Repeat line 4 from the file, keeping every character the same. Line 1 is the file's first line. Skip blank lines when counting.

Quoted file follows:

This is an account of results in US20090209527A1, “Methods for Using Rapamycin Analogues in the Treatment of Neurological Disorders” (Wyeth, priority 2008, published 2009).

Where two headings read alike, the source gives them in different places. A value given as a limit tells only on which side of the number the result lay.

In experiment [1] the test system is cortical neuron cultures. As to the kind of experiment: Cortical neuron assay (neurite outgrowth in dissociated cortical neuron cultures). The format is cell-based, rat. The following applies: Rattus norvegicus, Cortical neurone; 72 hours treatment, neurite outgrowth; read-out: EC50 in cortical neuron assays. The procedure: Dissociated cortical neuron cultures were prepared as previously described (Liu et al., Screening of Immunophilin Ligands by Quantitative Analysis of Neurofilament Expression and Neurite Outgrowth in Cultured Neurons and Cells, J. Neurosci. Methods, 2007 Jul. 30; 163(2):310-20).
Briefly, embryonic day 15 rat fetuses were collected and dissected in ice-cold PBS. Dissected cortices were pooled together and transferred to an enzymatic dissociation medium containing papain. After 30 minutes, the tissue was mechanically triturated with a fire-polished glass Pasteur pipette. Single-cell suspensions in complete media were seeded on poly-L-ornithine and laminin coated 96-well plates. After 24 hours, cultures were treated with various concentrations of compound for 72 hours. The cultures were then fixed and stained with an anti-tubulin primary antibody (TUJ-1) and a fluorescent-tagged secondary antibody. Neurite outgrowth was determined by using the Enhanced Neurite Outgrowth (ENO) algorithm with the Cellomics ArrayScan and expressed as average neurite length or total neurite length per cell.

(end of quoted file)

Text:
Briefly, embryonic day 15 rat fetuses were collected and dissected in ice-cold PBS. Dissected cortices were pooled together and transferred to an enzymatic dissociation medium containing papain. After 30 minutes, the tissue was mechanically triturated with a fire-polished glass Pasteur pipette. Single-cell suspensions in complete media were seeded on poly-L-ornithine and laminin coated 96-well plates. After 24 hours, cultures were treated with various concentrations of compound for 72 hours. The cultures were then fixed and stained with an anti-tubulin primary antibody (TUJ-1) and a fluorescent-tagged secondary antibody. Neurite outgrowth was determined by using the Enhanced Neurite Outgrowth (ENO) algorithm with the Cellomics ArrayScan and expressed as average neurite length or total neurite length per cell.